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Honor Crimes: A Continuous Injustice

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Asem Al-Zubi

November, 7, 2017

 

Dina, a university student, did not know that she would be murdered twice. One day in 2012, as she was taking the bus to Damascus University she was stopped at a regime security check point and taken to one of their branches in the city. Her crime was that she was the sister of a fighter in the armed opposition groups. In the security branch she was severely tortured and brutally raped several times by members of the security branch. Dina stayed in prison for several months. When she was released, she left with her parents to one of the neighboring countries of Syria. Dina did not tell her father what happened to her out of fear of what he might do. However, after three years Dina’s father learned of his daughter’s experience in detention and decided that he had to wash away what he and many others in his community saw as the shame that his daughter had brought on them. He returned with his family to his city in Syria and, in a planned attack, murdered his daughter. This was the second and final time that Dina died. There is no protection or legal deterrent for this type of crime.

 

Honor crimes are the killing of a female in a family by a male member because of the suspicion or belief that the woman or girl committed an act which violates their perceived morality, such as adultery or illicit relations with the opposition sex, in order to cleanse the shame and preserve the family and community’s honor.

 

Legal history of honor crimes in Syria

In the Syrian Penal Code honor crimes were not mentioned, but were referred to as violations. They were outlined in articles 489 to 507. When outlining these articles’ provisions, the drafters took into account the mitigating right of society to maintain its honor. The importance of this “right” comes from the fact that in Syria it is legally acceptable for men in particular to protect their and their family’s honor or sense of modesty.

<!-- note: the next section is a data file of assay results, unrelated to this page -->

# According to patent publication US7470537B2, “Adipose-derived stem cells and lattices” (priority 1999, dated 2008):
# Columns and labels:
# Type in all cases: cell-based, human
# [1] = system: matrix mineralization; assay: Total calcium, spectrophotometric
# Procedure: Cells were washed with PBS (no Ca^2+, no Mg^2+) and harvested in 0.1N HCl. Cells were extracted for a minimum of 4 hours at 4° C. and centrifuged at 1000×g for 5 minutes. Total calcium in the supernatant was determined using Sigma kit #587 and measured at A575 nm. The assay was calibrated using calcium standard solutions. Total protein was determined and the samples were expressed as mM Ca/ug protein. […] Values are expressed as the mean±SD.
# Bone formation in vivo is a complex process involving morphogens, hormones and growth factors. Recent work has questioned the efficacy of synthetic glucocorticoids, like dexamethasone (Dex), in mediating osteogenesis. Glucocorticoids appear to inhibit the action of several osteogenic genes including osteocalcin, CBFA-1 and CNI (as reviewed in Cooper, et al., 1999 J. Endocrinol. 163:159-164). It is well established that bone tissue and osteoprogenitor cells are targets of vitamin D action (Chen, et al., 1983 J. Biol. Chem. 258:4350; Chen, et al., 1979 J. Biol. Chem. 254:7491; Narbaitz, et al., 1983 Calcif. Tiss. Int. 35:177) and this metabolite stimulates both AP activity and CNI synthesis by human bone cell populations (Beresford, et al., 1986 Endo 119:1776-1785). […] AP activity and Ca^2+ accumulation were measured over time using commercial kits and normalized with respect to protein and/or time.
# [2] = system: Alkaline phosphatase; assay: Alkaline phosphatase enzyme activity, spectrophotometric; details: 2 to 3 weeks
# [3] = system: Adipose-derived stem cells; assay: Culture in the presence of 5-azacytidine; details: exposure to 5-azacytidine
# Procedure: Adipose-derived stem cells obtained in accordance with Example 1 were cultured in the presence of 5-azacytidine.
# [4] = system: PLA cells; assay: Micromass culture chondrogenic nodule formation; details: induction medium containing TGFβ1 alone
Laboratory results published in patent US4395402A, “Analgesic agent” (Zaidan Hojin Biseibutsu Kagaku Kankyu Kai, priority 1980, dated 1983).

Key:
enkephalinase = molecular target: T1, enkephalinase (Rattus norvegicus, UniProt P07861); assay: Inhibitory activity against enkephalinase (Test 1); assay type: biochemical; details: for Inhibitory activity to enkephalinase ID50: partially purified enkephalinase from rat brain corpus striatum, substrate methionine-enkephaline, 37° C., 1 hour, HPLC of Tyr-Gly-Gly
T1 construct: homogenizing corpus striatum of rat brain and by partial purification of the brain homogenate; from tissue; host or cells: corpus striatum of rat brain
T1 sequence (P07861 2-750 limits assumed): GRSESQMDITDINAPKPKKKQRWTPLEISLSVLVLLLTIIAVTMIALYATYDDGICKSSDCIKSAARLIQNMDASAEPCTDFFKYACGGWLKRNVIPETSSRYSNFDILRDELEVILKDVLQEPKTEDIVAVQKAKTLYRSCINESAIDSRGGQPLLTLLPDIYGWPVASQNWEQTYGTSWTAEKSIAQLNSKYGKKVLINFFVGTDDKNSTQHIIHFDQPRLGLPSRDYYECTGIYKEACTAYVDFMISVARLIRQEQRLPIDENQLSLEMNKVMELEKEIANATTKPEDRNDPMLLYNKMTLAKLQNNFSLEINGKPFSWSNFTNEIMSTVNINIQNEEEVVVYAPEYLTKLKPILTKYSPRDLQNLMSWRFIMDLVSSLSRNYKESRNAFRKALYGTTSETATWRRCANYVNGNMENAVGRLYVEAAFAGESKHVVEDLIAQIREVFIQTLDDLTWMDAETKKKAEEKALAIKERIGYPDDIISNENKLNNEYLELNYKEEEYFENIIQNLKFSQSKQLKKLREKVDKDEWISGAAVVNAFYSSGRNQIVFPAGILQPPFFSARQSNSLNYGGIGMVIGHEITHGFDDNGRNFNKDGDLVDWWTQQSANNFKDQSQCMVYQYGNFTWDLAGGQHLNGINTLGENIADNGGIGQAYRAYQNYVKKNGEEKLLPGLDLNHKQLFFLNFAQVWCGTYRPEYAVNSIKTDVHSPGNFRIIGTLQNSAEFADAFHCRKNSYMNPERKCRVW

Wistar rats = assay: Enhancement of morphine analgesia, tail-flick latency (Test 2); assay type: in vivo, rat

While Syrian law does recognize honor-motivated crimes as criminal acts, the law provides mitigating reasons that legitimize the protection of honor and dignity. Its punishment is set in the articles 533, 534 and 540 under article 192 of the general penal code. In article 473, the law also outlines some provisions that provide justification for honor crimes against suspected adulteresses.  Lenient sentences and exemptions for honor crimes have been justified in some cases by the so-called “noble motive”, which was defined as acts committed in rage or out of honor. This was defined by Syrian legislators as "A wild psychological emotion that motivates the perpetrator to commit his crime under the influence of the sacred idea of washing the shame inflicted on him and his family by the victim."

 

In the beginning of 2011, Legislative Decree No. 1 was issued in which some articles on honor crimes were amended. Article 548 was replaced with another article, providing for a maximum two to seven years imprisonment for perpetrators of honor crimes. However, this amendment did not affect the main text of the Article 548, which still gives men the right to commit honor killings in practice. It did not abolish the article definitively or increase the penalty to such a degree that it might cause a person who wants to commit such a crime to be hesitant to do so. In addition, under the amendment the legislator will not be able to protect a woman from such a crime.